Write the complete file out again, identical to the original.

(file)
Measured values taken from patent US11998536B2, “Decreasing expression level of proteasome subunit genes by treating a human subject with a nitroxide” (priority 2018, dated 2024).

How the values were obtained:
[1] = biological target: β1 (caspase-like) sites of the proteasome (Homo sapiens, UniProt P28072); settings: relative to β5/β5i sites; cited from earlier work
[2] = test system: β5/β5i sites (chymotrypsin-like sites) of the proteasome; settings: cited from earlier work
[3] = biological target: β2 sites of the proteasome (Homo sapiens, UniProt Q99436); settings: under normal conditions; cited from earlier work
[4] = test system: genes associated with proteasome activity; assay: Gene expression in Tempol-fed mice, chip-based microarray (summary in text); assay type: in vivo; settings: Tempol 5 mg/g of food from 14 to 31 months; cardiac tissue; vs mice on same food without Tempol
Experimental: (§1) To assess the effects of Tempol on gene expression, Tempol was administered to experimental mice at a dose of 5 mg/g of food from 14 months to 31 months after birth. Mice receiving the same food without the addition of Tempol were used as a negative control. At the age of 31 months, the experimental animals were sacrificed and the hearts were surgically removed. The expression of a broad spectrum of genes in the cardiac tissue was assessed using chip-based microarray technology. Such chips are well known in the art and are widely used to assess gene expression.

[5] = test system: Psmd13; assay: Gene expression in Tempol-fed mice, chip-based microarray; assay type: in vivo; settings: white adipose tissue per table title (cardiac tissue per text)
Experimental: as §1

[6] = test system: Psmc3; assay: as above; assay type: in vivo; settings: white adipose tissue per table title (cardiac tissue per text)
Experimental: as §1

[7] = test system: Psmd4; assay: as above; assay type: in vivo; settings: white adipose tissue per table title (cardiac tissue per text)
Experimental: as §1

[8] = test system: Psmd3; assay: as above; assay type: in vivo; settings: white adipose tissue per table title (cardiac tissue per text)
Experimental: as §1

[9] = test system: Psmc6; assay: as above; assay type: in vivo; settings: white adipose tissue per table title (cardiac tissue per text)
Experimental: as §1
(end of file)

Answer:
Measured values taken from patent US11998536B2, “Decreasing expression level of proteasome subunit genes by treating a human subject with a nitroxide” (priority 2018, dated 2024).

How the values were obtained:
[1] = biological target: β1 (caspase-like) sites of the proteasome (Homo sapiens, UniProt P28072); settings: relative to β5/β5i sites; cited from earlier work
[2] = test system: β5/β5i sites (chymotrypsin-like sites) of the proteasome; settings: cited from earlier work
[3] = biological target: β2 sites of the proteasome (Homo sapiens, UniProt Q99436); settings: under normal conditions; cited from earlier work
[4] = test system: genes associated with proteasome activity; assay: Gene expression in Tempol-fed mice, chip-based microarray (summary in text); assay type: in vivo; settings: Tempol 5 mg/g of food from 14 to 31 months; cardiac tissue; vs mice on same food without Tempol
Experimental: (§1) To assess the effects of Tempol on gene expression, Tempol was administered to experimental mice at a dose of 5 mg/g of food from 14 months to 31 months after birth. Mice receiving the same food without the addition of Tempol were used as a negative control. At the age of 31 months, the experimental animals were sacrificed and the hearts were surgically removed. The expression of a broad spectrum of genes in the cardiac tissue was assessed using chip-based microarray technology. Such chips are well known in the art and are widely used to assess gene expression.

[5] = test system: Psmd13; assay: Gene expression in Tempol-fed mice, chip-based microarray; assay type: in vivo; settings: white adipose tissue per table title (cardiac tissue per text)
Experimental: as §1

[6] = test system: Psmc3; assay: as above; assay type: in vivo; settings: white adipose tissue per table title (cardiac tissue per text)
Experimental: as §1

[7] = test system: Psmd4; assay: as above; assay type: in vivo; settings: white adipose tissue per table title (cardiac tissue per text)
Experimental: as §1

[8] = test system: Psmd3; assay: as above; assay type: in vivo; settings: white adipose tissue per table title (cardiac tissue per text)
Experimental: as §1

[9] = test system: Psmc6; assay: as above; assay type: in vivo; settings: white adipose tissue per table title (cardiac tissue per text)
Experimental: as §1